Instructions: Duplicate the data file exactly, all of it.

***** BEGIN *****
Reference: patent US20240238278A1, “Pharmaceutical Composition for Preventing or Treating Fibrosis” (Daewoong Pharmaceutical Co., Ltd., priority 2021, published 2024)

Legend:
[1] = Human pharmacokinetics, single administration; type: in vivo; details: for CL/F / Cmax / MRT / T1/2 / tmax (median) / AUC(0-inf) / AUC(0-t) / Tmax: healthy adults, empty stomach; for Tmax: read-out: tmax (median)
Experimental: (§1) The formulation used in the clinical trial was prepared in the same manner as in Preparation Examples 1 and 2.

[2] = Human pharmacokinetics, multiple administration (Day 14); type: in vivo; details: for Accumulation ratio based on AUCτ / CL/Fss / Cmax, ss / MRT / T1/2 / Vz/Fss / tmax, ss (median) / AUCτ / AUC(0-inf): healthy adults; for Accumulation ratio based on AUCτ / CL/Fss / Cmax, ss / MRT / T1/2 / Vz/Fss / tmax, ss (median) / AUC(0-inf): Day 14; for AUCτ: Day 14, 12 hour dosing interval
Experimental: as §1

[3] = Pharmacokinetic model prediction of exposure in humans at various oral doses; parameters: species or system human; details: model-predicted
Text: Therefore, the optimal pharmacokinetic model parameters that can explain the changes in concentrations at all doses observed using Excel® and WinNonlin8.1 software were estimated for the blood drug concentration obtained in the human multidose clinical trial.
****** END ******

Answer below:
Reference: patent US20240238278A1, “Pharmaceutical Composition for Preventing or Treating Fibrosis” (Daewoong Pharmaceutical Co., Ltd., priority 2021, published 2024)

Legend:
[1] = Human pharmacokinetics, single administration; type: in vivo; details: for CL/F / Cmax / MRT / T1/2 / tmax (median) / AUC(0-inf) / AUC(0-t) / Tmax: healthy adults, empty stomach; for Tmax: read-out: tmax (median)
Experimental: (§1) The formulation used in the clinical trial was prepared in the same manner as in Preparation Examples 1 and 2.

[2] = Human pharmacokinetics, multiple administration (Day 14); type: in vivo; details: for Accumulation ratio based on AUCτ / CL/Fss / Cmax, ss / MRT / T1/2 / Vz/Fss / tmax, ss (median) / AUCτ / AUC(0-inf): healthy adults; for Accumulation ratio based on AUCτ / CL/Fss / Cmax, ss / MRT / T1/2 / Vz/Fss / tmax, ss (median) / AUC(0-inf): Day 14; for AUCτ: Day 14, 12 hour dosing interval
Experimental: as §1

[3] = Pharmacokinetic model prediction of exposure in humans at various oral doses; parameters: species or system human; details: model-predicted
Text: Therefore, the optimal pharmacokinetic model parameters that can explain the changes in concentrations at all doses observed using Excel® and WinNonlin8.1 software were estimated for the blood drug concentration obtained in the human multidose clinical trial.